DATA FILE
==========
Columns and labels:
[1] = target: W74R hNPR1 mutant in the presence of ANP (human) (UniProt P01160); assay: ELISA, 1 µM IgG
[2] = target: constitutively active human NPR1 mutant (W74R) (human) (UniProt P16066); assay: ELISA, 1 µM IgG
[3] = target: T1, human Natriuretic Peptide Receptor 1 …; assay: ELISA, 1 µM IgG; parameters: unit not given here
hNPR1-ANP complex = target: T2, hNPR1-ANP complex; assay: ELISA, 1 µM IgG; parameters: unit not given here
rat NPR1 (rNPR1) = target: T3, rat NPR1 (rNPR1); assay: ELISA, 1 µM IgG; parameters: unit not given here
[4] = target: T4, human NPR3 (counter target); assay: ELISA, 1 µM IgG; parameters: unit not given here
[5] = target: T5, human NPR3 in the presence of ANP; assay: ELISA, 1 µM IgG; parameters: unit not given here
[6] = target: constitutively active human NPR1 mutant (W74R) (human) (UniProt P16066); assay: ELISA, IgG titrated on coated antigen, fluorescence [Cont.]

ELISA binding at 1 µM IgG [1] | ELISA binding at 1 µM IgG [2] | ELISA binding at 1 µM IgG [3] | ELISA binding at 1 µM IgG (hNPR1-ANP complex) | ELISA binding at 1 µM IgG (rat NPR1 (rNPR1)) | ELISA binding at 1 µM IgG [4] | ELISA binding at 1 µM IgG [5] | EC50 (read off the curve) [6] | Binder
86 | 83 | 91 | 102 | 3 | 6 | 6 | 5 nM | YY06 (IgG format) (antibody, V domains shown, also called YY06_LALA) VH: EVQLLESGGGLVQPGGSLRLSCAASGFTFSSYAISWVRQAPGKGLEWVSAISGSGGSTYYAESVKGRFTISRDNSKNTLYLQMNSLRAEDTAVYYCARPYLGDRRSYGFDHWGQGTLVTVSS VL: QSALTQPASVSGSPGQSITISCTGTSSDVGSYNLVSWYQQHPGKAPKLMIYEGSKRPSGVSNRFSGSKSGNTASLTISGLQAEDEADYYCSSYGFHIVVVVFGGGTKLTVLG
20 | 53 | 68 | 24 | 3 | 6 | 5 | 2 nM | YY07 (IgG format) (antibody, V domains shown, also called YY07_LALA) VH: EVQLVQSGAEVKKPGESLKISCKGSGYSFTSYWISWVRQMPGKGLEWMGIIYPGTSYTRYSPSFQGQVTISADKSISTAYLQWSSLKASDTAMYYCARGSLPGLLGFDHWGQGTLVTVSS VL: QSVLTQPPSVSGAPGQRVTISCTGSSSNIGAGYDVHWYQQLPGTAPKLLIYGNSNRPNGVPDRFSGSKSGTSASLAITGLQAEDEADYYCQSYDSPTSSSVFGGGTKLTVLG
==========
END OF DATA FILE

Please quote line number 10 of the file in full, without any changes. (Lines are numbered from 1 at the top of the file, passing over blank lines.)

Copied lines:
ELISA binding at 1 µM IgG [1] | ELISA binding at 1 µM IgG [2] | ELISA binding at 1 µM IgG [3] | ELISA binding at 1 µM IgG (hNPR1-ANP complex) | ELISA binding at 1 µM IgG (rat NPR1 (rNPR1)) | ELISA binding at 1 µM IgG [4] | ELISA binding at 1 µM IgG [5] | EC50 (read off the curve) [6] | Binder